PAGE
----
Splicing defect in FKBP10 gene causes autosomal recessive osteogenesis imperfecta disease: A case report

Fatemeh Maghami, Seyed Mohammad Bagher Tabei, Hossein Moravej, Hassan Dastsooz, Farzaneh Modarresi, Mohammad Silawi, Mohammad Ali Faghihi

Research output: Contribution to journalArticlepeer-review

3 Scopus citations


Background: Osteogenesis imperfecta (OI) is a group of connective tissue disorder caused by mutations of genes involved in the production of collagen and its supporting proteins. Although the majority of reported OI variants are in COL1A1 and COL1A2 genes, recent reports have shown problems in other non-collagenous genes involved in the post translational modifications, folding and transport, transcription and proliferation of osteoblasts, bone mineralization, and cell signaling. Up to now, 17 types of OI have been reported in which types I to IV are the most frequent cases with autosomal dominant pattern of inheritance. Case Presentation: Here we report an 8- year- old boy with OI who has had multiple fractures since birth and now he is wheelchair-dependent. To identify genetic cause of OI in our patient, whole exome sequencing (WES) was carried out and it revealed a novel deleterious homozygote splice acceptor site mutation (c.1257-2A > G, IVS7-2A > G) in FKBP10 gene in the patient. Then, the identified mutation was confirmed using Sanger sequencing in the proband as homozygous and in his parents as heterozygous, indicating its autosomal recessive pattern of inheritance. In addition, we performed RT-PCR on RNA transcripts originated from skin fibroblast of the proband to analyze the functional effect of the mutation on splicing pattern of FKBP10 gene and it showed skipping of the exon 8 of this gene. Moreover, Real-Time PCR was carried out to quantify the expression level of FKBP10 in the proband and his family members in which it revealed nearly the full decrease in the level of FKBP10 expression in the proband and around 75% decrease in its level in the carriers of the mutation, strongly suggesting the pathogenicity of the mutation. Conclusions: Our study identified, for the first time, a private pathogenic splice site mutation in FKBP10 gene and further prove the involvement of this gene in the rare cases of autosomal recessive OI type XI with distinguished clinical manifestations.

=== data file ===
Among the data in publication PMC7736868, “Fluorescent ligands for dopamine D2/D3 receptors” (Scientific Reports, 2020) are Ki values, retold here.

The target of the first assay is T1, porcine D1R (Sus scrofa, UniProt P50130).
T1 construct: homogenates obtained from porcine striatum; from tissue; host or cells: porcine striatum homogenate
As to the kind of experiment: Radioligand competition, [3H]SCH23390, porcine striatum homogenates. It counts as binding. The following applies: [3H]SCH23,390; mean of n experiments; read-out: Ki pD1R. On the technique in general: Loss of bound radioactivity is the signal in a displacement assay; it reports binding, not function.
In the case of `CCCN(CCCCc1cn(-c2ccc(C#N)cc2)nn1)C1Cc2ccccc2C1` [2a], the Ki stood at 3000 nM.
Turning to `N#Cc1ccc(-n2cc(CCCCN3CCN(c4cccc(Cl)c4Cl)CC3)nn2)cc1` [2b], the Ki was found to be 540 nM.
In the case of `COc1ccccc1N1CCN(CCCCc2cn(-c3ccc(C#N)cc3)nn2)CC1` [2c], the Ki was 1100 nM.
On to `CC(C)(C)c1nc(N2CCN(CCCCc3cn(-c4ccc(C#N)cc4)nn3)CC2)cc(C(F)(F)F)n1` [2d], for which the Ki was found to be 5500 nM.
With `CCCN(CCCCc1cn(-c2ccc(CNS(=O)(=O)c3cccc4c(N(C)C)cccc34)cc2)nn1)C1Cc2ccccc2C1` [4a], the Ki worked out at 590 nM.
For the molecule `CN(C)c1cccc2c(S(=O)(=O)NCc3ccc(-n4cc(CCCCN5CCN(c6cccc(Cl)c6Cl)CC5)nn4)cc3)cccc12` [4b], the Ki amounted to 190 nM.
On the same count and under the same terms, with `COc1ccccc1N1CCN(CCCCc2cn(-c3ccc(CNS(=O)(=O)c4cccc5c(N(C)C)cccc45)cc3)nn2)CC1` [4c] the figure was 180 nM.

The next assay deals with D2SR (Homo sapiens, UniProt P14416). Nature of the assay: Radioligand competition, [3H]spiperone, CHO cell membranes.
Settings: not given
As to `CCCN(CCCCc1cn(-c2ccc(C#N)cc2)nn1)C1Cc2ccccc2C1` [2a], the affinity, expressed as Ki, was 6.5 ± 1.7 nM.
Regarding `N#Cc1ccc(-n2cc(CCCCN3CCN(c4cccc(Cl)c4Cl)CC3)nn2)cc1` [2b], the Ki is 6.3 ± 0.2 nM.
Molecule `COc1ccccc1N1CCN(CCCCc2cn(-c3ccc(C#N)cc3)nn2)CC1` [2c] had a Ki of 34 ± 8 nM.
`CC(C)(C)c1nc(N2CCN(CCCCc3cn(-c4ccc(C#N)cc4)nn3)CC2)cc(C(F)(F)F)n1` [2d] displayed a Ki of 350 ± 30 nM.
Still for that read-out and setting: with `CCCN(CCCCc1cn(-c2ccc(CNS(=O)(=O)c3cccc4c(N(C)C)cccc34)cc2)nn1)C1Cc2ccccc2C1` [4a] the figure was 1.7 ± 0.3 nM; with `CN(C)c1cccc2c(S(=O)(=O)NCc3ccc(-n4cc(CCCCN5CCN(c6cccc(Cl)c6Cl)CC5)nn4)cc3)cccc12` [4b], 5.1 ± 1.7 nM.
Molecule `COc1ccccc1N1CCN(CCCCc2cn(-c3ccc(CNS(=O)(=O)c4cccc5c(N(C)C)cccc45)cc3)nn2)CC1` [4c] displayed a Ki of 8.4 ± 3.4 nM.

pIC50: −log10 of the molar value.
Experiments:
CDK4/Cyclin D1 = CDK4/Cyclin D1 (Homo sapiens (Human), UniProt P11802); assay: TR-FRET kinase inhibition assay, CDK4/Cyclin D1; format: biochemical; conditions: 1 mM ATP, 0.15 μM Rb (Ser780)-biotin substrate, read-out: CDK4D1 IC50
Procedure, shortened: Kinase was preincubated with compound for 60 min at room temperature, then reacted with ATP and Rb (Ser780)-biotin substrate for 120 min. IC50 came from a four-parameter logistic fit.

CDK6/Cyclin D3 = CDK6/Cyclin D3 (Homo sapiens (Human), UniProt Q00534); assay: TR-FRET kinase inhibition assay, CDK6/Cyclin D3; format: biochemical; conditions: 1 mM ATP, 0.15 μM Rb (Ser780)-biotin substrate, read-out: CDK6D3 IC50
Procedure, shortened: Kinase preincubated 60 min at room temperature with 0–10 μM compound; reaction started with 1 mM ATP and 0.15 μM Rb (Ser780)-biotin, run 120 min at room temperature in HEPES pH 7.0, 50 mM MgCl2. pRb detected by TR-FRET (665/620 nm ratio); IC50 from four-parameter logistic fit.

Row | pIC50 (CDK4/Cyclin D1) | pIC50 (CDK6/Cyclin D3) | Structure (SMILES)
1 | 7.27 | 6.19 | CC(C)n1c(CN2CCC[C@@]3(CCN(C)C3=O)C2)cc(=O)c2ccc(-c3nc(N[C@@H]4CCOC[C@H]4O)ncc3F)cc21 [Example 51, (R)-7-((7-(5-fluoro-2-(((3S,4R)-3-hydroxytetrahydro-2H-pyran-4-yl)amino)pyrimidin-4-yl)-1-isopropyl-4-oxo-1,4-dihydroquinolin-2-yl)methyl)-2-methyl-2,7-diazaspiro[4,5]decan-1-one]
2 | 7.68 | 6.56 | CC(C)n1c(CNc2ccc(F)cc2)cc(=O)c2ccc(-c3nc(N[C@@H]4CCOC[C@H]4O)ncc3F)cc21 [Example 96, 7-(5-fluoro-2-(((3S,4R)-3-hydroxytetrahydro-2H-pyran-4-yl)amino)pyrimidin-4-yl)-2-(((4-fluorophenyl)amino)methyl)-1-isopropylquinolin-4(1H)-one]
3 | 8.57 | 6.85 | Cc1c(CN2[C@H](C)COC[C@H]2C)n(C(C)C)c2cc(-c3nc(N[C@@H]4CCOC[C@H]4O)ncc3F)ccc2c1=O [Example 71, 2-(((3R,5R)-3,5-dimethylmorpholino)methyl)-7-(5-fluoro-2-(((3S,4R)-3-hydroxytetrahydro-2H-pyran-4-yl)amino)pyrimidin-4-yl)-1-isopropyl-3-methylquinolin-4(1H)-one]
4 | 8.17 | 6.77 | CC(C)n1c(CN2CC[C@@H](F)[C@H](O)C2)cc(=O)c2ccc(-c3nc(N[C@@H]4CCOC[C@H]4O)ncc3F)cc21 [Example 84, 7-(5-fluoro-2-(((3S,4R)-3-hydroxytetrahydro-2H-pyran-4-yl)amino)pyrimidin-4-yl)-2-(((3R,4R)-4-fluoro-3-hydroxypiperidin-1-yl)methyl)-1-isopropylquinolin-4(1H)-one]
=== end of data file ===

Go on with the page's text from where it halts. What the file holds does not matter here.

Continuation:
Original languageEnglish (US)
Article number86
JournalBMC medical genetics
Issue number1
StatePublished - May 25 2018
Externally publishedYes


  • Case report
  • FKBP10
  • Novel splice mutation
  • Osteogenesis imperfect (OI)

ASJC Scopus subject areas

  • Genetics
  • Genetics(clinical)


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